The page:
Identification with Self
One of the deepest and most demanding aspects of Buddhist psychology is the experience of non-self. Ajahn Chah said, “You have to consider and contemplate this slowly, you can’t just think about this or your head will explode.” It turns out that it is not just our roles and self-images that are tentative, without solidity. Our very sense of self is at its base untrue, only a concept. Buddhist psychology calls this selflessness or no-self. Ordinarily we identify with our habitual ways of acting, perceiving, thinking. Our body, thoughts, feelings, and personality all seem to be us, ours. And yet, upon examination, all these are also tentative, subject to change.We might be sick one year and healthy the next. We might be anxious and depressed at one stage of our life and confident at another. Even though we are reclusive for years, we might change to become more social, but we continue to think of ourself as a shy person. We take each identity to be who we are, but in truth we are not fixed in this way or that.
An older man, a lifetime smoker, was hospitalized with emphysema after a series of small strokes. Sitting beside his bed, his daughter urged him, as she had often done, to give up smoking. He refused and asked her to buy him some more cigarettes. He told her, “I’m a smoker this life, and that’s how it is.” But several days later he had another small stroke, apparently in one of the memory areas of the brain. Then without a concern, he stopped smoking for good. But this was not because he decided to. He simply woke up one morning and forgot that he was a smoker.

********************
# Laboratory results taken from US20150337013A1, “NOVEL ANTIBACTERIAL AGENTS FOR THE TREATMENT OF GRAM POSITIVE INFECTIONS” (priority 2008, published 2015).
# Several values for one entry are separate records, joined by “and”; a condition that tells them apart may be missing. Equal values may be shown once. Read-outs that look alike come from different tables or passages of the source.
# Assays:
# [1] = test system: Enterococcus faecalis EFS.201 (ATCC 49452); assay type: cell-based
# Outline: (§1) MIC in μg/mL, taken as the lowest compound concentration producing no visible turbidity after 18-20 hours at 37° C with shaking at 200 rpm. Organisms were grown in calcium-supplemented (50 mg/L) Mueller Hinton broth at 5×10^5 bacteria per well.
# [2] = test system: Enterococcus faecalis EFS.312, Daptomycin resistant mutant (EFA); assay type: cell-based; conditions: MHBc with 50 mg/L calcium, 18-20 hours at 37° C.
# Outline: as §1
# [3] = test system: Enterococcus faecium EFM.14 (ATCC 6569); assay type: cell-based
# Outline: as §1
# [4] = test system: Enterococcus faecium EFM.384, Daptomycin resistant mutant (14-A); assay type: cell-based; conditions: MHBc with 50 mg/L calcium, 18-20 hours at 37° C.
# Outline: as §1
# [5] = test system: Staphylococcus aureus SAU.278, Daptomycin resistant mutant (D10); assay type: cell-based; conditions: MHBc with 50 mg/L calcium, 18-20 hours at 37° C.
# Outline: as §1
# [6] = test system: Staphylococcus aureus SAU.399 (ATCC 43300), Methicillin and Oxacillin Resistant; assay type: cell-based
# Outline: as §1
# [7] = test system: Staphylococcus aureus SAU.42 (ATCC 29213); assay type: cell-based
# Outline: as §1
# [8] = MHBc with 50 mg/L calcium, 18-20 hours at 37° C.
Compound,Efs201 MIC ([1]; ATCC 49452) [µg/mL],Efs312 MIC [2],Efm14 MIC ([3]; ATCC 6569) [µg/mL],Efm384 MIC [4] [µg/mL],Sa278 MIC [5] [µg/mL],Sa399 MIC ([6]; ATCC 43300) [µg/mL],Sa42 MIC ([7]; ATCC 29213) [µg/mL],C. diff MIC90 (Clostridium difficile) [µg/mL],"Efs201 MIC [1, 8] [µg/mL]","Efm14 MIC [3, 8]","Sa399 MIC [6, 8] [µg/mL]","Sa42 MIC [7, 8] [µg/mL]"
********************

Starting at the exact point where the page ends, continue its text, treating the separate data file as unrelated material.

We do not have to wait for a stroke to learn to let go of our identification with body and mind. We can train ourselves to release clinging to the body. Otherwise, as our body changes weight, gets sick or ages, we will suffer. We must care for our body, but if we grasp an image of it, it will be a problem for us.
One of Ajahn Chah’s favorite ways of teaching this truth was to get his students to question their social identities. Sometimes he would start by simply exaggerating our roles, introducing us like stock characters in a play: “That monk is my full professor, our resident intellectual over there. He has two graduate degrees, thinks all the time. I don’t know how it all fits in his head. And this monk we call ‘Sleepy’—he sleeps all the time, even when he sits up. And that one, he’s a tough guy. He loves to fight, he’s in conflict with everything. And this is our depressed monk, never smiles. The world’s really heavy and he carries it about in his monk’s bag. And me, I’m the teacher. That’s a good one.” Then Ajahn Chah would laugh with a great sense of freedom and say, “It’s simple—be the knower, not the owner.” When the thinking mind is quiet and the attention careful, all of a sudden we “get it.” We take a step and realize that no one took it—there are just the sensations of body movement along with sights, perception, impulses. Thoughts and opinions arise but they think themselves and disappear, “like bubbles on the Ganges,” says the Buddha. When we do not cling to them, they lose their hold on us. In the light of awareness, the constructed self of our identification relaxes. And what is seen is just the process of life, not self nor other, but life unfolding as part of the whole.
It is critical to note here that selflessness does not deny or reject our experience in any way.We don’t get rid of anything. The experiences are the same. All that’s changed is that we have stopped identifying with them, stopped calling them “me” or “mine.” Some people feel as though a huge weight has lifted—they sob with compassion for themselves, realizing the illusory burden they’ve been carrying. More often we simply relax and discover a natural ease as we let go of the limited sense of self.